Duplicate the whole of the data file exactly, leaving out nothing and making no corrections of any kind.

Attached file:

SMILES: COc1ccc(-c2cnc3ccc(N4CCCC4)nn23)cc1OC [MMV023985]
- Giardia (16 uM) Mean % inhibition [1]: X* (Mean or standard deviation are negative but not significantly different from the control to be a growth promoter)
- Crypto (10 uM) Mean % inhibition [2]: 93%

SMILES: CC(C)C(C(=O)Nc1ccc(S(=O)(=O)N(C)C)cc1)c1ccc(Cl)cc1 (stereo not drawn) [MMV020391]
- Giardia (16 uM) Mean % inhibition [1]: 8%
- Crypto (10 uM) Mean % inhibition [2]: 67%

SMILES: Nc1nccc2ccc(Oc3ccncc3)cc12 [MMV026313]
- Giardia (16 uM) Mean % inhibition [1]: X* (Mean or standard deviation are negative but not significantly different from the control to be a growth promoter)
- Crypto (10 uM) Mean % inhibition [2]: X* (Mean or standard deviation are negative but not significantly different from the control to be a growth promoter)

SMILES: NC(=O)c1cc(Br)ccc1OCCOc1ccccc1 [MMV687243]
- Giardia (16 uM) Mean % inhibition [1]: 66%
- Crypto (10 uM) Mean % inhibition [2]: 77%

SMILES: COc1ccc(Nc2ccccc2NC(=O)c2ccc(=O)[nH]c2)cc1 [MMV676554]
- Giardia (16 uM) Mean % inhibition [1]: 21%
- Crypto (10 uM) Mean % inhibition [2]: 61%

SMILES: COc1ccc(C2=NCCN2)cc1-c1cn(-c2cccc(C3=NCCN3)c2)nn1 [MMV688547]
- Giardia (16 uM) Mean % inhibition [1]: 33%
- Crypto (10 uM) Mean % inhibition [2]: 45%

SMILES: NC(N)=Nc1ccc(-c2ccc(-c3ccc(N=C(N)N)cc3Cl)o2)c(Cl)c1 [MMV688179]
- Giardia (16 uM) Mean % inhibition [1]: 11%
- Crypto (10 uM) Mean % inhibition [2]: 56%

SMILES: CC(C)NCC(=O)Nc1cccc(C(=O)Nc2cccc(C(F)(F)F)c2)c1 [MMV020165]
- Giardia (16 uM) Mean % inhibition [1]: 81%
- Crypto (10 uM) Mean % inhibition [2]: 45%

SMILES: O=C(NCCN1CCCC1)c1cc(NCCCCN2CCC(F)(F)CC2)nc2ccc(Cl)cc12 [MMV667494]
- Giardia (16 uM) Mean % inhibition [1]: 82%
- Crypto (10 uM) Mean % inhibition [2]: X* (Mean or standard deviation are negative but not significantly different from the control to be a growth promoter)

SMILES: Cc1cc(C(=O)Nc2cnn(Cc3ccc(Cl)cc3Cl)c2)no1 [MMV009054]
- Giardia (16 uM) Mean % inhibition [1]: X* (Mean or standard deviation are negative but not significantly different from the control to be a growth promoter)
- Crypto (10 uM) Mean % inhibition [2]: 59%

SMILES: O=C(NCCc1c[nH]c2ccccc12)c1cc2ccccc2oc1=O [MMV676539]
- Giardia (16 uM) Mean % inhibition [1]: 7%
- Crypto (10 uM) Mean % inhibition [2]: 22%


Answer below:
SMILES: COc1ccc(-c2cnc3ccc(N4CCCC4)nn23)cc1OC [MMV023985]
- Giardia (16 uM) Mean % inhibition [1]: X* (Mean or standard deviation are negative but not significantly different from the control to be a growth promoter)
- Crypto (10 uM) Mean % inhibition [2]: 93%

SMILES: CC(C)C(C(=O)Nc1ccc(S(=O)(=O)N(C)C)cc1)c1ccc(Cl)cc1 (stereo not drawn) [MMV020391]
- Giardia (16 uM) Mean % inhibition [1]: 8%
- Crypto (10 uM) Mean % inhibition [2]: 67%

SMILES: Nc1nccc2ccc(Oc3ccncc3)cc12 [MMV026313]
- Giardia (16 uM) Mean % inhibition [1]: X* (Mean or standard deviation are negative but not significantly different from the control to be a growth promoter)
- Crypto (10 uM) Mean % inhibition [2]: X* (Mean or standard deviation are negative but not significantly different from the control to be a growth promoter)

SMILES: NC(=O)c1cc(Br)ccc1OCCOc1ccccc1 [MMV687243]
- Giardia (16 uM) Mean % inhibition [1]: 66%
- Crypto (10 uM) Mean % inhibition [2]: 77%

SMILES: COc1ccc(Nc2ccccc2NC(=O)c2ccc(=O)[nH]c2)cc1 [MMV676554]
- Giardia (16 uM) Mean % inhibition [1]: 21%
- Crypto (10 uM) Mean % inhibition [2]: 61%

SMILES: COc1ccc(C2=NCCN2)cc1-c1cn(-c2cccc(C3=NCCN3)c2)nn1 [MMV688547]
- Giardia (16 uM) Mean % inhibition [1]: 33%
- Crypto (10 uM) Mean % inhibition [2]: 45%

SMILES: NC(N)=Nc1ccc(-c2ccc(-c3ccc(N=C(N)N)cc3Cl)o2)c(Cl)c1 [MMV688179]
- Giardia (16 uM) Mean % inhibition [1]: 11%
- Crypto (10 uM) Mean % inhibition [2]: 56%

SMILES: CC(C)NCC(=O)Nc1cccc(C(=O)Nc2cccc(C(F)(F)F)c2)c1 [MMV020165]
- Giardia (16 uM) Mean % inhibition [1]: 81%
- Crypto (10 uM) Mean % inhibition [2]: 45%

SMILES: O=C(NCCN1CCCC1)c1cc(NCCCCN2CCC(F)(F)CC2)nc2ccc(Cl)cc12 [MMV667494]
- Giardia (16 uM) Mean % inhibition [1]: 82%
- Crypto (10 uM) Mean % inhibition [2]: X* (Mean or standard deviation are negative but not significantly different from the control to be a growth promoter)

SMILES: Cc1cc(C(=O)Nc2cnn(Cc3ccc(Cl)cc3Cl)c2)no1 [MMV009054]
- Giardia (16 uM) Mean % inhibition [1]: X* (Mean or standard deviation are negative but not significantly different from the control to be a growth promoter)
- Crypto (10 uM) Mean % inhibition [2]: 59%

SMILES: O=C(NCCc1c[nH]c2ccccc12)c1cc2ccccc2oc1=O [MMV676539]
- Giardia (16 uM) Mean % inhibition [1]: 7%
- Crypto (10 uM) Mean % inhibition [2]: 22%